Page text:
Stakes that are set on a line parallel (same
direction and interval) with the center line are called
shoulder stakes and are identified by the symbol SH
at the top of the stake
shoulders and are set
mark the outer edge of the
with the broad side facing the
center line of the road on the shoulder line. Shoulder
stakes carry the same station number as the centerline
stake they are set to, but the station number is placed
on the back of the stake (the side facing away from
the center line). The amount of cut or fill is marked on
the side of the shoulder stake facing the center line
(front) and represents the amount of cut or fill required
at that location. The horizontal distance from the
shoulder stake to the center line is sometimes placed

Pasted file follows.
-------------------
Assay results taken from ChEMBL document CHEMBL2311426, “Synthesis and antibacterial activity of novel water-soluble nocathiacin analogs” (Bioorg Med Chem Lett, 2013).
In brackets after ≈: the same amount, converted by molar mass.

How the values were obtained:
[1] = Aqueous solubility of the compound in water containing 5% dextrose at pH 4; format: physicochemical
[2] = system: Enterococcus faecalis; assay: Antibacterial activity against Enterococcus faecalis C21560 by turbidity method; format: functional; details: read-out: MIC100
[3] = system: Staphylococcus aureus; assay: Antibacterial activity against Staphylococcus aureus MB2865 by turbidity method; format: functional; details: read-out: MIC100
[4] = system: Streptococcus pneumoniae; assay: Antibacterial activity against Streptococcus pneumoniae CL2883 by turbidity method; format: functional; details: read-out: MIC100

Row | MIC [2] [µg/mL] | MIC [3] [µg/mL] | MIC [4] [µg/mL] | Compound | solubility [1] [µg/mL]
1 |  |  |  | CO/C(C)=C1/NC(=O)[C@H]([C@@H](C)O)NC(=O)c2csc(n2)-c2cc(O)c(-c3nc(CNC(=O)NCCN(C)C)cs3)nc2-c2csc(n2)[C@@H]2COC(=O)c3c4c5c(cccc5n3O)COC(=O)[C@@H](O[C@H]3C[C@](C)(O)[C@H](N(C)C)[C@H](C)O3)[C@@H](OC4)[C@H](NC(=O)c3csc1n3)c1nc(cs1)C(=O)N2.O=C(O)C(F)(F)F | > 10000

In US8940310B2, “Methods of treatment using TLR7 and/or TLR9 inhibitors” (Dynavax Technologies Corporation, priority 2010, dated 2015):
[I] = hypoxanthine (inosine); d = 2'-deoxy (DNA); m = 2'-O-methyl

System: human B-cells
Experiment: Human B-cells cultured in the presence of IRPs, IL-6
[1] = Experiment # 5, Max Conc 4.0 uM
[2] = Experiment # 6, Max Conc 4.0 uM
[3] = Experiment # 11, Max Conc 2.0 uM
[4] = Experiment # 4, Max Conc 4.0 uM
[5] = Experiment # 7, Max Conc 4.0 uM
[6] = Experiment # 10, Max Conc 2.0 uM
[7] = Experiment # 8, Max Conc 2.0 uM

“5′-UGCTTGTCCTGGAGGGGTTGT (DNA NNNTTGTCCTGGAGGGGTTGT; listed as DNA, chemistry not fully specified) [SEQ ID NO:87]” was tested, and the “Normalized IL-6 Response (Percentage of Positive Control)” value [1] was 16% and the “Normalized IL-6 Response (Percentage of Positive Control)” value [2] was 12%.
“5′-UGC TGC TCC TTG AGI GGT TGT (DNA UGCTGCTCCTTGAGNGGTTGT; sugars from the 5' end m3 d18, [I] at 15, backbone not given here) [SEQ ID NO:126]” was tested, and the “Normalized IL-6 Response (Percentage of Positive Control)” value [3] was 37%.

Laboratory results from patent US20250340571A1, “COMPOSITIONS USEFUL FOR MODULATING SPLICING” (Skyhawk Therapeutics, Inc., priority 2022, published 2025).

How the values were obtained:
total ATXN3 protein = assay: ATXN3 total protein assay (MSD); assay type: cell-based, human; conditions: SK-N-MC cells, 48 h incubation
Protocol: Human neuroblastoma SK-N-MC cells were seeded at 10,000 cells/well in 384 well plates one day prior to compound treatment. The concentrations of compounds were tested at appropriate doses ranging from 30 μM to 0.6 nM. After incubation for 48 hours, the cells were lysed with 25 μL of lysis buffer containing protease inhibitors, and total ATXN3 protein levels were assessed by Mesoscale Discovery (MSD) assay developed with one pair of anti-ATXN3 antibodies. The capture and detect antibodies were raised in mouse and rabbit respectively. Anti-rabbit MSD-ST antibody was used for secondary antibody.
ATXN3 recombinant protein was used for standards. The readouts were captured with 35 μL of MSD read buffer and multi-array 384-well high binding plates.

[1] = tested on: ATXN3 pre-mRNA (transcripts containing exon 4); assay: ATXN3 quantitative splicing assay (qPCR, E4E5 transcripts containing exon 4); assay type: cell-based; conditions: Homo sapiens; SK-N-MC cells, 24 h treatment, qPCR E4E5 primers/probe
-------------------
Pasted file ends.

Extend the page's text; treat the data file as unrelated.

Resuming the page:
beneath the cut-or-fill figure. The basic difference
between centerline stakes marked with the ~ symbol
and shoulder stakes marked SH is ( 1 ) centerline stakes
are set along the center line of the project and
(2) shoulder stakes are set parallel with the center line
defining the shoulder of the road or runway and face
the center line (fig. 15-29).
Figure 15-28.Shoulder stake symbol.
Figure 15-29.Center line and shoulder stakes.
Lowering the elevation of a grade is known as
making a cut. Cut stakes are designated by the letter
C written on the stake. The numerals, following the
letter C, indicate the amount of ground to be cut to
obtain the desired grade and are measured from the
Raising the elevation of the ground is known as
making a fill. A fill stake is designated by the letter F
written on the stake. The numerals that follow the
letter F indicate the amount of ground material needed
to bring the existing ground to the desired grade and
are measured from the crowfoot mark on the stake up.
In going from a cut to a fill or vice versa, there
may be one or more stakes representing points on the
Figure 15-30.Cut, fill, and on-grade stakes.